5. Good behaviour will be recognized, encouraged, praised and rewarded
  6. Inappropriate or unacceptable behaviour will be punished in a fair and consistent manner
  7. There will be a hierarchical system of responsibility and of support for staff
  8. Incidents of inappropriate or unacceptable behaviour may be recorded. Parents may be informed about poor behaviour of their child, and their support enlisted and expected
  9. Every effort will be made to identify and support students with behavioural difficulties

Discipline

The fundamental assumption underlying the school’s approach to discipline is that of trust and respect between individuals. Formal rules are therefore kept to a workable minimum while conventions about conduct are, as in any good family, stressed. Only when the relationship breaks down or the conventions are flouted will disciplinary procedures be invoked. The Director, who lays down broad principles, is responsible for the promulgation of school rules and makes specific decisions on particular occasions relating to serious issues of discipline. She also delegates the routine overview of day-to-day discipline to the Head Teacher and the various disciplinary codes to the teaching staff. She acts as a Court of Appeal where necessary. Routine discipline is exercised by staff on a day-to-day basis as the need arises.

Rewards and Sanctions

A school ethos of encouragement is central to the promotion of good behaviour. children will thus achieve recognition for a positive contribution to school life. Such a contribution includes sound academic work and effort, good behaviour and enthusiastic participation in extracurricular activities. As a school, attention should not be limited to those whose behaviour is consistently poor. Sanctions are needed to respond to inappropriate behaviour. Students have a right to expect fair and consistently applied sanctions. An appropriate sanction is one which is designed to put matters right and encourage better performance or behaviour in the future.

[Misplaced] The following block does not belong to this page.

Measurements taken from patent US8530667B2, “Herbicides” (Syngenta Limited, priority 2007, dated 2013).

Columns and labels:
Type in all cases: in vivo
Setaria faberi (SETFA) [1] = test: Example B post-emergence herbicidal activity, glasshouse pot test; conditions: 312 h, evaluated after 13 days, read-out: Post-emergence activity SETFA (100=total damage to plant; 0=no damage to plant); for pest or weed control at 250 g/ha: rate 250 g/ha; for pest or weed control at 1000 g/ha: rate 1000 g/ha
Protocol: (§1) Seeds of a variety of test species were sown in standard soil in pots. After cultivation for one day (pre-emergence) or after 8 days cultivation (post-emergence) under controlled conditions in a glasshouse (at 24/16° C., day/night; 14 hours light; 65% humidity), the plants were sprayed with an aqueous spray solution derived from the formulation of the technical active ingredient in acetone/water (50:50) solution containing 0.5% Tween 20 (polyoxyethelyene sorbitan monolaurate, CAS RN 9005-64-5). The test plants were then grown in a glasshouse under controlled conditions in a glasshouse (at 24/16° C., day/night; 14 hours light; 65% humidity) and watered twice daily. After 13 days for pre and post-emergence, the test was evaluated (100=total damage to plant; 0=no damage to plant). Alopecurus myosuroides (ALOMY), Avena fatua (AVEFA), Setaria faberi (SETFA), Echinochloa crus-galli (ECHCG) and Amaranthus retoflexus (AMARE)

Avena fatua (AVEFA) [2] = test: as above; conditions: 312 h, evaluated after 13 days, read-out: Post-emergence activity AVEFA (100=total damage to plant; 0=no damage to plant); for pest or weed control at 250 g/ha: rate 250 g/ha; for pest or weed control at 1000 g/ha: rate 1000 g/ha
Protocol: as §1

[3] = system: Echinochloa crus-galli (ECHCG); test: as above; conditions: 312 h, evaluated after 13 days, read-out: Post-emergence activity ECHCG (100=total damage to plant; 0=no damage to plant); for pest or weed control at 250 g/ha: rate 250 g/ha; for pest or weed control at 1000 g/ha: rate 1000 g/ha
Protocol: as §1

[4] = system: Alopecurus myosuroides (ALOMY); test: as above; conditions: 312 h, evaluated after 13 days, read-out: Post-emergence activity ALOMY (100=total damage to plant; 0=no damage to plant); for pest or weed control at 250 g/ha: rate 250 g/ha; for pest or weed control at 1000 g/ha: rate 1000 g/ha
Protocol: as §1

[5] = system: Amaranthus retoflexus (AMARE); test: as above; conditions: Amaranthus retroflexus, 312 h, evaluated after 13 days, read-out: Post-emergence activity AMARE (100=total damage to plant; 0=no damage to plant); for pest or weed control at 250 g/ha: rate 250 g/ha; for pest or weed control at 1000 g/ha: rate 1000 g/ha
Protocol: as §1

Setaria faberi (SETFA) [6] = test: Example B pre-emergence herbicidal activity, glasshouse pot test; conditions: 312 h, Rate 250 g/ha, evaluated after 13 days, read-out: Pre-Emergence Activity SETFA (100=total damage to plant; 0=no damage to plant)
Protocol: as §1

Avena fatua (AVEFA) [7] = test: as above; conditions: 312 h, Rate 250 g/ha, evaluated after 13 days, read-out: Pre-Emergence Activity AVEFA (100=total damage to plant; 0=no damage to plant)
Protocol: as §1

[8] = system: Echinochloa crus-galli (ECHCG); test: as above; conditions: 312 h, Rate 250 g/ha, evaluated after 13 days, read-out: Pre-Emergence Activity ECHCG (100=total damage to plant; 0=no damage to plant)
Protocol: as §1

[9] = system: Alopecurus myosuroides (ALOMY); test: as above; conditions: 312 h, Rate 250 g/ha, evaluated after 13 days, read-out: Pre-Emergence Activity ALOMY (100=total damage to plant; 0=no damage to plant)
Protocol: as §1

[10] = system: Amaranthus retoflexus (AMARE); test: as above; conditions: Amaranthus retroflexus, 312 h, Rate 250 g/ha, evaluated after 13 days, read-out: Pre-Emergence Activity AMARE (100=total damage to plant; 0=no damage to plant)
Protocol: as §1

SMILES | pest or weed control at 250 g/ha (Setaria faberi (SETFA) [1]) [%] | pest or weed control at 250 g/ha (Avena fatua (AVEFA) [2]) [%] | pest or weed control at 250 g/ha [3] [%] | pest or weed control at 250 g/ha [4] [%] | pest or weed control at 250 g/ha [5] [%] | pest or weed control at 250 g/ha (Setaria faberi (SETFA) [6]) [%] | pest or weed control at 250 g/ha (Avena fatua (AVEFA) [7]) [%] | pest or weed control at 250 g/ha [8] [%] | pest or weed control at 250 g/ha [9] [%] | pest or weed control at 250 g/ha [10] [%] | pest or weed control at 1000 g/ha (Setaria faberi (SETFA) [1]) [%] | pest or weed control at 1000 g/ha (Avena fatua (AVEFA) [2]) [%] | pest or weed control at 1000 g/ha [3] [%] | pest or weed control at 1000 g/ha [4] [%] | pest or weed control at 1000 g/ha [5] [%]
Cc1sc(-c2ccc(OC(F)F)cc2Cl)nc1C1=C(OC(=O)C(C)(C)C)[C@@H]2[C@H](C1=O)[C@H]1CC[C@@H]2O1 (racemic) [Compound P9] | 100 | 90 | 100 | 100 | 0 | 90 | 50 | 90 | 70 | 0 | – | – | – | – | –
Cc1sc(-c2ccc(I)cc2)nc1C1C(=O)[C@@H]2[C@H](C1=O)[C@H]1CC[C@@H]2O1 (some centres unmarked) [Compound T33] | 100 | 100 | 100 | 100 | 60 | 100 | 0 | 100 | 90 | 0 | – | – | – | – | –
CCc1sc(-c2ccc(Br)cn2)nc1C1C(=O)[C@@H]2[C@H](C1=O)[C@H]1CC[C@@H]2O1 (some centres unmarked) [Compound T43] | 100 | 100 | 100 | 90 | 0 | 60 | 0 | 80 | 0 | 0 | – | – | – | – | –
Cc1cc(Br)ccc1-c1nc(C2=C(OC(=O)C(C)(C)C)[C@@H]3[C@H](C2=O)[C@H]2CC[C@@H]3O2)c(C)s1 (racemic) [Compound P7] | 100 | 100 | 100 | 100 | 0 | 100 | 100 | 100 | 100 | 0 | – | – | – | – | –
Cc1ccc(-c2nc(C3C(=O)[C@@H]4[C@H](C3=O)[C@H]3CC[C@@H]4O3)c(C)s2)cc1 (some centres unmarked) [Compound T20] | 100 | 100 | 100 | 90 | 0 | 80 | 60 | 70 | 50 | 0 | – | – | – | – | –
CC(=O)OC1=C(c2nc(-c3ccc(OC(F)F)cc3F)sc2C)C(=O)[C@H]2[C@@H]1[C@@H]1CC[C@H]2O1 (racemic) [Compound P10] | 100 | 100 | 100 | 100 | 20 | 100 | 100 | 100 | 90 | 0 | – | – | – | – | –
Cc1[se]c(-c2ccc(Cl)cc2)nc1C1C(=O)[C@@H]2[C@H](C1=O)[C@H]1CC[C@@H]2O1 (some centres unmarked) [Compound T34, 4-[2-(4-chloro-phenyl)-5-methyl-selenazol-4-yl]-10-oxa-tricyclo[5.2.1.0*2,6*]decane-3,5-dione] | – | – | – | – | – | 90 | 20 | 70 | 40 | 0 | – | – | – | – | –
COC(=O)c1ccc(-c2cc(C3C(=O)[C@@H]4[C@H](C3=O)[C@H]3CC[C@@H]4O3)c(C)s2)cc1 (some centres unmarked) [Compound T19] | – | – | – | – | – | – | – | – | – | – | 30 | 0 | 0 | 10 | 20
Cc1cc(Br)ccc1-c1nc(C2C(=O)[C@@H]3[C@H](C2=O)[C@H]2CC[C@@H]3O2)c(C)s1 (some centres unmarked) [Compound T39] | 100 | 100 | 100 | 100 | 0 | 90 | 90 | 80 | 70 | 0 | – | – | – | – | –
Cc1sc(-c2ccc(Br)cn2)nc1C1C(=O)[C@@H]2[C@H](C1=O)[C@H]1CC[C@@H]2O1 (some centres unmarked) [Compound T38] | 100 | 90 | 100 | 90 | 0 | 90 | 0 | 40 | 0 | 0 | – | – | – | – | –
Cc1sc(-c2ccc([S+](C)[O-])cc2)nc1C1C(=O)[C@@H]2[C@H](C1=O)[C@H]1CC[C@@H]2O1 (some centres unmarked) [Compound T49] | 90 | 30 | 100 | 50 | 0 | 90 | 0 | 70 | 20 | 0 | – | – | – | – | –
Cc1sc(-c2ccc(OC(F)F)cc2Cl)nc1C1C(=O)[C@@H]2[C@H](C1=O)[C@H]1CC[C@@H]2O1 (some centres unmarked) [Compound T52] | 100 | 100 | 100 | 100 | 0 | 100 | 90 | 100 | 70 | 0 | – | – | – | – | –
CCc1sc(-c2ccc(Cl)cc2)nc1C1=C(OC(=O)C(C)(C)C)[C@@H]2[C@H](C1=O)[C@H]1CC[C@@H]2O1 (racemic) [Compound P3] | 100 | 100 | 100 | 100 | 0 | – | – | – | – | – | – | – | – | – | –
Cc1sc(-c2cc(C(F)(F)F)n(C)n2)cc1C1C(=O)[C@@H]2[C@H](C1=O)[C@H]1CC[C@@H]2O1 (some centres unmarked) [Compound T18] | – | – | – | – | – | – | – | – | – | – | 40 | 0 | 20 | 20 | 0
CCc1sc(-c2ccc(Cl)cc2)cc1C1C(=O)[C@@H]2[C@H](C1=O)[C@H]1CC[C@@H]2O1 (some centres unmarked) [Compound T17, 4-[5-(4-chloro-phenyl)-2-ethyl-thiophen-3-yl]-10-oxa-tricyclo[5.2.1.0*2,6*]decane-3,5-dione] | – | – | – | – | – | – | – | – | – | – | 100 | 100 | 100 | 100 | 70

Interrelationship with other School Policies

In order for the Behaviour and Discipline Policy to be effective, a clear relationship with other college policies, particularly Equal Opportunities, and Anti-Bullying, has been established.

APPENDIX 1

Some characteristics of good classroom organization and management:

  1. Clearly understood and achievable objectives
  2. A variety of teaching styles
  3. A variety of resources, easily available
  4. A stimulating environment
  5. Recognition and praise for good behaviour
  6. Valuing children’s’ work, e.g. by display
  7. Setting tasks appropriate to the children’s’ ability
  8. Beginning and ending lessons on time
  9. The teacher supervises the children at all times
  10. If appropriate, there is a teacher-planned seating arrangement
  11. There are clear parameters about children talking, and children moving about the classroom
  12. Rules regarding eating and drinking in classrooms, removal of outdoor clothing, use of mobile telephones and iPods are applied firmly and consistently
  13. Teachers recognise their responsibility for ensuring good order outside the classroom at lesson changeover, etc.

APPENDIX 2

Basic Classroom Rights:

  1. All teachers have the right to teach
  2. All students have the right to learn
  3. Everybody has the right to be and feel safe
  4. Everybody has the responsibility to ensure that we can all enjoy our rights
  5. Everybody has the right to dignity and personal respect

APPENDIX 3

Rewards and Sanctions

The college believes that rewarding students is a more effective tool in promoting good behaviour than punishments, although the application of sanctions may be necessary on occasion. Rewards can take many forms, from an approving smile, verbal